Marginalization Fuels Motivation to Succeed with Dr. Karen Robinson
In this episode, host Sheena Carey talks to Dr. Karen Robinson, interim Assistant Dean for Graduate Programs and Associate Professor for the College of Nursing at Marquette University. She is the first African-American woman to earn tenure in the College of Nursing.
03:00 I literally have grown up at Marquette. I went on to earn my Master’s degree in Nurse Midwifery at Marquette, and in 2010 earned my Ph.D. in Nursing also at Marquette.
04:42 Having one African-American professor throughout my entire education at Marquette was always upfront - front and center - that there were no role models for me.
07:08 Healthcare has been shown to be better when folks receive care from people that look like them.
13:05 Those women of color that I’ve had the experience of being with really influenced me and really was part of the reason I wanted to come back and give back. To continue to make change and to continue to make progress.
21:39 I hope to be a role model or inspiration, that it can happen. That if this is your purpose, if this is your path, that there will be obstacles but you can overcome them.
What's the story you want to share with us today?
01:42 Born and raised in Gary, Indiana and growing up in a predominantly urban, African-American environment, I never thought I’d end up here at Marquette at a predominantly white institution.
02:25 I felt it was unattainable being from a low income family, would be first generation. I didn’t believe that having a Marquette education was for me.
How has your identity informed the choices you’ve made and the paths that you’ve taken?
03:56 Our identity was always at the forefront with us when our parents were teaching us about who we are, where we come from, the struggles that our people have gone through and how they want us to be better. Folks wanted us to do better and education was one of those ways we could do better.
How has the College of Nursing changed to be more inclusive?
06:56 There is so much change and so much acknowledgement that we haven’t done enough for our students of color, that we don’t have enough students of color.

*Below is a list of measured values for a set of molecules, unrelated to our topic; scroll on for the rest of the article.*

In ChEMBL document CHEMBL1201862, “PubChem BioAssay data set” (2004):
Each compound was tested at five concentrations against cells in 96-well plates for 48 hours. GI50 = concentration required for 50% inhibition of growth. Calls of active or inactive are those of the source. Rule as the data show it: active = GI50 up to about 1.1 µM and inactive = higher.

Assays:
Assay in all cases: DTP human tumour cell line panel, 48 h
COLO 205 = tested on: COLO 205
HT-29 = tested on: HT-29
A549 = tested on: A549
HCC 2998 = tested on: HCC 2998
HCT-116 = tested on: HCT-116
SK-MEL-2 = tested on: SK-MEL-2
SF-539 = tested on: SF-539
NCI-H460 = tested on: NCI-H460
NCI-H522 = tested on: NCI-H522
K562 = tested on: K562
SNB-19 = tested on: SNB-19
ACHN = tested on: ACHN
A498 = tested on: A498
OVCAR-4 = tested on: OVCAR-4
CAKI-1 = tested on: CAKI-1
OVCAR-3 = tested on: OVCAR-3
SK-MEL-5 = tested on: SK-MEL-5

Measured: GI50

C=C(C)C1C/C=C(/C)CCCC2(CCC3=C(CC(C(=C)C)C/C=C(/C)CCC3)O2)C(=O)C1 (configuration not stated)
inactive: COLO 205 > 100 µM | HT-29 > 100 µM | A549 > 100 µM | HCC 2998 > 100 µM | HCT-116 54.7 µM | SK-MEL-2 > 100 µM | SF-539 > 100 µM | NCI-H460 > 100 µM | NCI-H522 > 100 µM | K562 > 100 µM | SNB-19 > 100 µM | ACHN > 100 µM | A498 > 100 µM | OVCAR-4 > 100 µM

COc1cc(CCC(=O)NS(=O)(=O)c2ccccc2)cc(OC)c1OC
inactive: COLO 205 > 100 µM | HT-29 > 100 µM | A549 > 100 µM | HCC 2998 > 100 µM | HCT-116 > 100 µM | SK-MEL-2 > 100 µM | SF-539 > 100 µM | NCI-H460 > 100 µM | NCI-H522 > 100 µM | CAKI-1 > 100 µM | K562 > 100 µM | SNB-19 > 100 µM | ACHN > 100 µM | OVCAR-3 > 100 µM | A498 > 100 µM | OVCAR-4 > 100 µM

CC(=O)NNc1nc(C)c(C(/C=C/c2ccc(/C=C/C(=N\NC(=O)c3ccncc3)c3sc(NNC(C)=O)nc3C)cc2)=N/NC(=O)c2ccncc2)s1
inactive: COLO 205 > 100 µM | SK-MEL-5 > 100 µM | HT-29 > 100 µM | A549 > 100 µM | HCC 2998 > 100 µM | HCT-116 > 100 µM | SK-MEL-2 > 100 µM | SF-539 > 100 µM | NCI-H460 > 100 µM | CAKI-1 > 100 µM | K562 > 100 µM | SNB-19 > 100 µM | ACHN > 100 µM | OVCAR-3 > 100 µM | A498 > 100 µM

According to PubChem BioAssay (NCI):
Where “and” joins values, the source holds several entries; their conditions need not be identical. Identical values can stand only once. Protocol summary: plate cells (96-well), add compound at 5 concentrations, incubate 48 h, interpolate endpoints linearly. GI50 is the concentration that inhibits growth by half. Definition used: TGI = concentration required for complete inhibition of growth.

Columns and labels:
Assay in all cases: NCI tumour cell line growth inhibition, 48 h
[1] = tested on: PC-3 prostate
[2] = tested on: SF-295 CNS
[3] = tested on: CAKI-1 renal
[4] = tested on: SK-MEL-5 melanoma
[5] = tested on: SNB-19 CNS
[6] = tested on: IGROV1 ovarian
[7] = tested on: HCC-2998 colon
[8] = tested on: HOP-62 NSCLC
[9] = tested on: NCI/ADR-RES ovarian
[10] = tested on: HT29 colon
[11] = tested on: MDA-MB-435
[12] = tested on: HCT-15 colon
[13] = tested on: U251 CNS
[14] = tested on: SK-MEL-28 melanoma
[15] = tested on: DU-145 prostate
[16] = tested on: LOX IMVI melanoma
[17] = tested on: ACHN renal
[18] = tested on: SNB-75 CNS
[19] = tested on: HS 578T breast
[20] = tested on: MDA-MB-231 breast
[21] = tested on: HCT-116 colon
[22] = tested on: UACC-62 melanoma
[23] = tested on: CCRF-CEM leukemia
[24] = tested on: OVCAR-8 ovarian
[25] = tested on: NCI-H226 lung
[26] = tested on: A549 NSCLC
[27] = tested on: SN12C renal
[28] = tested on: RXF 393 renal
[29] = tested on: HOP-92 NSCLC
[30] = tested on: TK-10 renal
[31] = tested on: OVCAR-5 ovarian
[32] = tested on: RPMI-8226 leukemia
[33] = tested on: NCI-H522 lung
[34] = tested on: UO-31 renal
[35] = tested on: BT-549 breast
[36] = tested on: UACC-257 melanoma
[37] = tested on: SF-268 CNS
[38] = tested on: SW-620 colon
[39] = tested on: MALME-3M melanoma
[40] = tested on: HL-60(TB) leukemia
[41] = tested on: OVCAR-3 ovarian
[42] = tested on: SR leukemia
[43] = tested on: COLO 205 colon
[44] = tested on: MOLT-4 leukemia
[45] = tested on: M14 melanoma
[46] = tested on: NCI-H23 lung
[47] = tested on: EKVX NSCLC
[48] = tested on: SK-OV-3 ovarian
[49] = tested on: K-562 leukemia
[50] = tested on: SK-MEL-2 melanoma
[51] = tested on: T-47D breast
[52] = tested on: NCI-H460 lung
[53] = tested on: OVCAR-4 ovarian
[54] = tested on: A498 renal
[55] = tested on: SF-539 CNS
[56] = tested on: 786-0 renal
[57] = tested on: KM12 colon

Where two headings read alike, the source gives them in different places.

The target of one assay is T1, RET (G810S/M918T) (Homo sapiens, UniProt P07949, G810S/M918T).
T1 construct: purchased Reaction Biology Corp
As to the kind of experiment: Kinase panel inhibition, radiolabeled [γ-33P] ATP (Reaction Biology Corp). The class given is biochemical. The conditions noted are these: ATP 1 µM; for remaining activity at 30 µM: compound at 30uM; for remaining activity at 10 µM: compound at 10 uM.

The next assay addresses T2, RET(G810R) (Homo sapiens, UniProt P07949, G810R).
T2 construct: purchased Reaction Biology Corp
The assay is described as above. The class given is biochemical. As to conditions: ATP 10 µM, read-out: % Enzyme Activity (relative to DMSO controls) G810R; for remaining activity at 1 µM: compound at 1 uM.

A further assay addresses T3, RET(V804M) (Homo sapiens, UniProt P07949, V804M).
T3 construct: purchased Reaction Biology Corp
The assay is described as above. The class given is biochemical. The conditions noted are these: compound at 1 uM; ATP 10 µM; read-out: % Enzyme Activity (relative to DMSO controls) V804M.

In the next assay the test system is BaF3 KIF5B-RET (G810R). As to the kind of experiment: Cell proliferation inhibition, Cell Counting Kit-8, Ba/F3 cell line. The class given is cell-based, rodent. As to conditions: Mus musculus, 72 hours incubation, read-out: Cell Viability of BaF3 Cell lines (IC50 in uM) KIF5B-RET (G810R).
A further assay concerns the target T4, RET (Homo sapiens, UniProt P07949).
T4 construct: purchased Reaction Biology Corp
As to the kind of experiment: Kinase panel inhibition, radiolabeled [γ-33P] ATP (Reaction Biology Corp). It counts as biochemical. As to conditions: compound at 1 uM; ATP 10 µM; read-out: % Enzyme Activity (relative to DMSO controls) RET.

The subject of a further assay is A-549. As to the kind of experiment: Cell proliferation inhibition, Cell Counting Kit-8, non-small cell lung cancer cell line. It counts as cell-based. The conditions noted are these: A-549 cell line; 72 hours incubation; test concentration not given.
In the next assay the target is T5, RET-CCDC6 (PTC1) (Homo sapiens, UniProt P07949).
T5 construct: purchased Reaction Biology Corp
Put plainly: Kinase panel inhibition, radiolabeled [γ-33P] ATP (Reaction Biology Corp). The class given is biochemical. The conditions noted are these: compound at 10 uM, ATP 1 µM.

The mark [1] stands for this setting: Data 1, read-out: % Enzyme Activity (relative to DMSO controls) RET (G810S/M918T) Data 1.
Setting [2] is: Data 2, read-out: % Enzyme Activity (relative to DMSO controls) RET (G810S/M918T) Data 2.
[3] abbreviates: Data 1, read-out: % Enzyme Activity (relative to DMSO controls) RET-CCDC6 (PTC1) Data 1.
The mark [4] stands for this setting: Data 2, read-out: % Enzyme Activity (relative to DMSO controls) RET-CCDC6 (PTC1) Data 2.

07:23 The College of Nursing has really recognized the need for recruitment, retention, and matriculation and what that entails and that students of color have other supports that they need outside of academics.
In what ways does the theme of the mural project resonate for you?
11:36 It shows solidarity and I think that has always been important, that we support each other, uplift each other and now it’s front and center.
How has Marquette impacted women of color on this campus and what are the ways in which Marquette has impacted you?
11:57 Marquette has been a part of my life since age 17.
Who are the women of color who’ve inspired you?
14:36 I would always start with my mother and grandmother who were always hard working, God fearing women who instilled in us to strive and use the talents and gifts that God had blessed you with.
16:52 My students inspire me to continue to do what I’m doing. That is my purpose, to be there to show them that there are people who look like them who can stand in front of the class and to educate the next wave of nurses.
What role has vulnerability played in your own story?
17:59 I would use more “marginalization”. Being on the outskirts as an undergrad student who was one of two Black folks who graduated. It was stressful.
What impact do you hope to have on women of color?
20:54 I hope to be an example of perseverance.
What are your hopes for the future?
23:18 I hope that we truly continue to move in a more swift fashion towards our mission of social justice.
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The Our Roots Say That We're Sisters Podcast series was recorded and produced by Podcast Town (www.podcasttown.net)